Our results contribute with additional pivotal data of global development of resistance to insecticides occurring widely worldwide even in islands or geographic areas which were considered less exposed to overuse of insecticides. However, we speculate on possible insecticide cross-use against insects affecting crops and animals. As such, national and international oil palm companies in Kalimantan have used massively agrochemicals in past decades to boost oil production during critical palm culture periods exposed to various insects such as Oryctes spp., Tirathaba spp., Thosea spp., and species of order Lepidoptera. This phenomenon has also been reported in other geographic areas [35] where heavy use of insecticides occurred without selective management and thereby unnecessarily exposing synanthropic insects such as Ae aegypti mosquitoes.

Despite possibilities of insecticide cross-use between crops and animal/human-related insects, mosquito incursion from different areas is now becoming in focus. Several investigations evidently showed that Ae. aegypti can be found in airport entry points and/or seaports [36]. Additionally, wind-blown dispersal of various mosquito species has been demonstrated in the past. Since massive movements of good trades are increasing worldwide, especially by the use of online systems, these might also contribute in mosquito introduction in previously nonendemic areas and should be considered as risk factors by public health authorities. Nowadays everything can be bought via Internet and afterwards delivered with ease by international parcel services from large modern cities to far, less populated and remote areas. This phenomenon needs further attention since changes in trade mechanism through revolution industry 4.0 can not be avoided. Additionally, Ae. aegypti eggs are known to be highly resistant as dried stages and as such to be found in containers of ships crossing long oceanic distances and still surviving for more than a year. This survival strategy of Ae. aegypti allows this species to be transported with ease using global maritime, terrestrial, and air-borne travel and trade networks. Mosquito larvae can hatch easily once eggs become rehydrated in new place and to successfully complete their life cycle. All above-mentioned anthropogenic factors seem significantly to contribute in spread of infectious agents worldwide, crossing political borders, and boundaries. This study in Banjarmasin (Kalimantan/Borneo Island) also showed that distances and geographic barriers, e.g., straits and/or seas can not impede resistance development, as previously demonstrated in our studies in the cities of Denpasar (Bali island) [19] and Jakarta (Java Island) [20]. Another plausible scenario of resistance spread was the recolonization of certain species which occurred for instance in a region declared as being ‘mosquito-free geographic areas/nations’ in Brazil and probably originating from areas in which mosquito eradication was never completely achieved [37]. We stressed the point that control programs have to be nation/international teamworks and furthermore to be coordinated simultaneously between regions across boundaries since insecticide resistance phenotypes/genotypes in a region may be introduced from other islands.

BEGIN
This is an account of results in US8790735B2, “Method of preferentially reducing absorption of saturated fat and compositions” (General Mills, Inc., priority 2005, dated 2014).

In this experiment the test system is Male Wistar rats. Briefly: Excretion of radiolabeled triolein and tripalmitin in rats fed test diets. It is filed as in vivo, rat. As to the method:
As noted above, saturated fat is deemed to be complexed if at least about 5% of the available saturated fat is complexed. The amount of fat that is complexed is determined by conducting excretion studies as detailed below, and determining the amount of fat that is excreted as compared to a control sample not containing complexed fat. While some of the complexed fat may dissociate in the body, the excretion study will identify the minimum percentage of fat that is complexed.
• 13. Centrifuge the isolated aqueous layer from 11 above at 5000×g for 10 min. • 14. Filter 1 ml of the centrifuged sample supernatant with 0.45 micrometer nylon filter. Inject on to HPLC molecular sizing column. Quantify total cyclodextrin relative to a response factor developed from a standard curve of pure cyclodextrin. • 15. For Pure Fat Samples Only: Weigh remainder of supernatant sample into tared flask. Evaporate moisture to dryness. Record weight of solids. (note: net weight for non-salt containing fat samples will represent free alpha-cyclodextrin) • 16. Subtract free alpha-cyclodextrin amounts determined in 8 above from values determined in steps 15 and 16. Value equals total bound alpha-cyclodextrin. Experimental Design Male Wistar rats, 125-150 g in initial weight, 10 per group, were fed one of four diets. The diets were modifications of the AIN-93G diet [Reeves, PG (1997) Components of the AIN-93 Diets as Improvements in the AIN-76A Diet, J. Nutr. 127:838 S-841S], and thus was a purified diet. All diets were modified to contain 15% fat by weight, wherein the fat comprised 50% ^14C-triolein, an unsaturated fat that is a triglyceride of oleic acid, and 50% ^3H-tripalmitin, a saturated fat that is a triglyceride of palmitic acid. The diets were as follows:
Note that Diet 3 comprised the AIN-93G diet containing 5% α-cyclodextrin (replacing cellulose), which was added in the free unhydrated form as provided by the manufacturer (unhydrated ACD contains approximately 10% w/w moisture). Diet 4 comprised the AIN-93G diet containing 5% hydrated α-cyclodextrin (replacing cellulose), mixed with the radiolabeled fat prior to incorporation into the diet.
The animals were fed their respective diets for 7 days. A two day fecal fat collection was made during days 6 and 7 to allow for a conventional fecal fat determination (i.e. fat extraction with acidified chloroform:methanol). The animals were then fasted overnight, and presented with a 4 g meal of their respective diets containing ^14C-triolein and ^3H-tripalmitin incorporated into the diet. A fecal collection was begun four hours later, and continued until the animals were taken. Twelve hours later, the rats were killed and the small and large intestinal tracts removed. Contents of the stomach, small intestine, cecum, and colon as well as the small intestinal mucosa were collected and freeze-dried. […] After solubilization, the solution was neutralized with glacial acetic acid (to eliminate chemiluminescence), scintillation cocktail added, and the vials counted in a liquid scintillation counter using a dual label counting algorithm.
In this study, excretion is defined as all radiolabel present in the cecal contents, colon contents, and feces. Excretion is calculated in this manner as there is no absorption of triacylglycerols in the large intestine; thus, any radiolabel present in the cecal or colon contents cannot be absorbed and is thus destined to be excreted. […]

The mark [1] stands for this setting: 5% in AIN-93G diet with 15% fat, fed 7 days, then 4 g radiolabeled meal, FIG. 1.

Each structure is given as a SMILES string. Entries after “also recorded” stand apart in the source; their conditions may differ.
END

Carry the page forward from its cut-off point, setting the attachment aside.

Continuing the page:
Putting all together, insecticide resistance-related investigations are needed for better understanding molecular based resistance mechanism and to assess resistance status in exposed mosquito populations and helping to reduce overuse of certain insecticides in national control programs. Public health local agencies may also consider combination of biological and nonbiological strategies in controlling these vectors. Additionally, impact of climate and geographic factors (e.g., altitude, temperature, annual precipitation, relative humidity, and biogeographic region) on mosquito-host interactions and spread of these mosquitoes into nonendemic areas of Kalimantan is relevant topics to be considered in future investigations in one of the most biodiversed islands of the planet.

5. Conclusions

Regular surveillance on insecticide resistance development of Ae. aegypti mosquitoes is mandatory to be performed and to cover all main islands of Indonesia to set better goals and allow proper evaluation of on-going mosquito control strategies. It is recommended that insecticide resistance on other disease-transmitting mosquito genera, such as Anopheles and Culex, shall be performed in parallel within this investigated area.

Data Availability

The data used to support the findings of this study are included within the article.

Conflicts of Interest

The authors declare that they have no conflicts of interest. P. H. Hamid, V. I. Ninditya, A. Haryanto, and J. Prastowo performed the experiments, analyzed the data, and was involved in the project administration. P. H. Hamid, C. Hermosilla, and A. Taubert coordinated the work and wrote the manuscript. All authors read and approved the final version of the manuscript.

Acknowledgments

We deeply thank voluntary citizens of Banjarmasin for allowing ovitrap placements in their yards and homes. Experiments of this work were partially supported and financed by DIKTI- (Direktorat Jenderal Pendidikan Tinggi Indonesia-) INSINAS research grant to P. H. Hamid.

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Copyright © 2018 P. H. Hamid et al. This is an open access article distributed under the Creative Commons Attribution License, which permits unrestricted use, distribution, and reproduction in any medium, provided the original work is properly cited.